Making an old phone ring

It’s that time of the year again. That time were you don’t get anything done. That time were time flies and you can’t stop it. But you know why.

It’s play-time.

And in this year’s play, we need a phone to ring. Now for authenticity, it’s a lot cooler if that ring actually comes from somewhere on scene and not from the speakers. But for that to work, we need a phone on scene which we can control remotely. Preferably an older model, for its characteristic ring.

So that’s what we did.

After doing some research, I found out that the bell ring on an old phone is triggered by an AC-signal of 40 – 100V (Volt) at 20 – 40 Hz (Hertz), depending on the country. Now if that sounds like Chinese, don’t worry.

The easy part to explain is the voltage. If you take an electrical outlet, that’s 230V (Europe) or 110V (US). Common batteries range from 1.5V to 9V (or 12V for a car battery). It is, in general, a measure for the potential of power delivery. Think of it as a height. The higher an object can fall from, the more energy it will have when it reaches the ground (up until a certain point, but that’s perhaps a bit too far for this post), which you can see for instance because it will leave a bigger dent.

The other part is the AC at 20 – 40 Hz. There are two possibilities when it comes to voltage: AC (alternating current) is what you get out of your outlets and changes like a wave, while DC (direct current) is what a battery for instance delivers and remains constant.


And the Hertz part? That’s how many times the wave goes from the top all the way down and back to the top again, per second.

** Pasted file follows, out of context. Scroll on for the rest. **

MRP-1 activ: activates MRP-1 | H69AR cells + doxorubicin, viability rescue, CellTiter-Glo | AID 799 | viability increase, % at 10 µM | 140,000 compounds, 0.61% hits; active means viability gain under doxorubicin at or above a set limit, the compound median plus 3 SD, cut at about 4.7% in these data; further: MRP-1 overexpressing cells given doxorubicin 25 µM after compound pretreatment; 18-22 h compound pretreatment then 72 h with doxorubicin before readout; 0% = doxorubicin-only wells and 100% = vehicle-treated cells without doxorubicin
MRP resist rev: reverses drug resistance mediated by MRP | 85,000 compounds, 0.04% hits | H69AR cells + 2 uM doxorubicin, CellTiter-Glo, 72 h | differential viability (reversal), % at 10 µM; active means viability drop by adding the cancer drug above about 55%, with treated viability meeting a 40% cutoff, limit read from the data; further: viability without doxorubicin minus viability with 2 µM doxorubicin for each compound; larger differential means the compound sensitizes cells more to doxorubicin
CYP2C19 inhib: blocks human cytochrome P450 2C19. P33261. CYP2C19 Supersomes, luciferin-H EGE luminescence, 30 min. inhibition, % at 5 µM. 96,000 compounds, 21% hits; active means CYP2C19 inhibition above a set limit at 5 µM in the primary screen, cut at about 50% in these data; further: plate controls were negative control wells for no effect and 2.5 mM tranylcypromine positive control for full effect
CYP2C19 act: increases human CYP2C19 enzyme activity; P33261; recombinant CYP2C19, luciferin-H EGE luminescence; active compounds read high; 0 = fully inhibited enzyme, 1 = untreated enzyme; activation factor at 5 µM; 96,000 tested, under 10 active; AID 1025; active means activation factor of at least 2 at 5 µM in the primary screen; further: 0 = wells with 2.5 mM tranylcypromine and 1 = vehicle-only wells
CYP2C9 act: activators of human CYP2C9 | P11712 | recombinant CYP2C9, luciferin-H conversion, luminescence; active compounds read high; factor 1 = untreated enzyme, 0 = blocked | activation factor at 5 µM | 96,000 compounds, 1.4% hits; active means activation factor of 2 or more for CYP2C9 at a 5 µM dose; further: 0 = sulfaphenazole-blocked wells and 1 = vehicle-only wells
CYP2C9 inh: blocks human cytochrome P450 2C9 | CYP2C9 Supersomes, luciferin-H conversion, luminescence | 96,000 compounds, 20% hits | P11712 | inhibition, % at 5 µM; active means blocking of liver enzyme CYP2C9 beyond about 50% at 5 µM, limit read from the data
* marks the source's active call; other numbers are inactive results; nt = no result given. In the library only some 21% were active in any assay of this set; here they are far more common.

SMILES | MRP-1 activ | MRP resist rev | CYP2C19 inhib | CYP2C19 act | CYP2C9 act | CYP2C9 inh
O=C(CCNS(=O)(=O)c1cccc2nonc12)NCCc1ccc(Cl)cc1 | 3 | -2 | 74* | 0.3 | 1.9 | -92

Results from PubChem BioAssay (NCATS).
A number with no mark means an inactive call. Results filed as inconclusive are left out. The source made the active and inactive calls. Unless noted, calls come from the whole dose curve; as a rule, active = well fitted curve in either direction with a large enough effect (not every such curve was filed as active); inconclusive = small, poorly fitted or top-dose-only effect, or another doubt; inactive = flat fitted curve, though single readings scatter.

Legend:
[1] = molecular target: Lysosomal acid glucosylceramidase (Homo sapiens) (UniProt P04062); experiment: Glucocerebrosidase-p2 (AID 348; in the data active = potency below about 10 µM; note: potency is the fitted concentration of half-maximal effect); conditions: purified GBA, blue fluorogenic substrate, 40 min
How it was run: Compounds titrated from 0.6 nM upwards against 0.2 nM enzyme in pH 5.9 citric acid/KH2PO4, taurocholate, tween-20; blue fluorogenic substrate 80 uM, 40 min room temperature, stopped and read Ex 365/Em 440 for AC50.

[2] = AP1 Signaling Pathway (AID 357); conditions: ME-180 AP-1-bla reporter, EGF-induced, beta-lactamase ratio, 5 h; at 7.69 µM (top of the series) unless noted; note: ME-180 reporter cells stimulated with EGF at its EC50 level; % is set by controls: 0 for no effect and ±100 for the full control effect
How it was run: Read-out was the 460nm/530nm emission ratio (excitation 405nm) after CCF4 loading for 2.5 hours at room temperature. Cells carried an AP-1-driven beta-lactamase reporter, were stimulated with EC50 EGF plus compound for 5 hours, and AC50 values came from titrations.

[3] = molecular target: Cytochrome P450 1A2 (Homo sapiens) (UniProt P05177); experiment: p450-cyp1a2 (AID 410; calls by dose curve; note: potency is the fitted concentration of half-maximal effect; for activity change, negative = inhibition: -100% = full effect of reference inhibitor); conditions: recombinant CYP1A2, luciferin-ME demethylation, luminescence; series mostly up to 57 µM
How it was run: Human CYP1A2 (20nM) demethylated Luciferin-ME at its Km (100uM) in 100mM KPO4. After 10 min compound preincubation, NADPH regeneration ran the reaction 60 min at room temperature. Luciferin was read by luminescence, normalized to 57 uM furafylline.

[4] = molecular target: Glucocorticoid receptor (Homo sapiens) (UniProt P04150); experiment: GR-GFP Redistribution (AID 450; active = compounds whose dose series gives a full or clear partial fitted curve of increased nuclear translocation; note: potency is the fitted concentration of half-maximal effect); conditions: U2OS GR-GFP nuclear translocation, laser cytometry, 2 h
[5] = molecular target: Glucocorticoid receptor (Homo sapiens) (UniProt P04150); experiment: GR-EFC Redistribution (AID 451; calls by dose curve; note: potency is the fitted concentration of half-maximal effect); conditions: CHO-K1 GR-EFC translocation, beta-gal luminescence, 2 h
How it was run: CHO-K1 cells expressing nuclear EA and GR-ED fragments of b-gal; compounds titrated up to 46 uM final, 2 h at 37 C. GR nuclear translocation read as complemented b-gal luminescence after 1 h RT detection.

Enough with the lecturing though. For Belgian phones I found out that I needed a signal at 25Hz. You could go down the route to solder something together with I don’t know what components, but it had to be possible to do this an easier way.  I found out that back in the days (all the results I found were at least ten years old, but hey, it’s not like the technology is going to change, is it) people created that waveform to burn it on a CD and then use a stereo amplifier to send it to the phone.

Luckily for us technology did change in those ten years: I didn’t burn a CD, I just put an app that can generate tones on my phone instead, way easier. Then it’s just a matter of connecting the right pins from the phone (A & B in my case) to the amp’s speaker outlets and it should work.

I had it all figured out, but I couldn’t test it because the gear isn’t mine. And then the director decided that we would simply go for a recorded signal playback. It should work, but I can’t confirm it myself. If any of you do, please let me know if it worked for you!

Featured image by Da Sal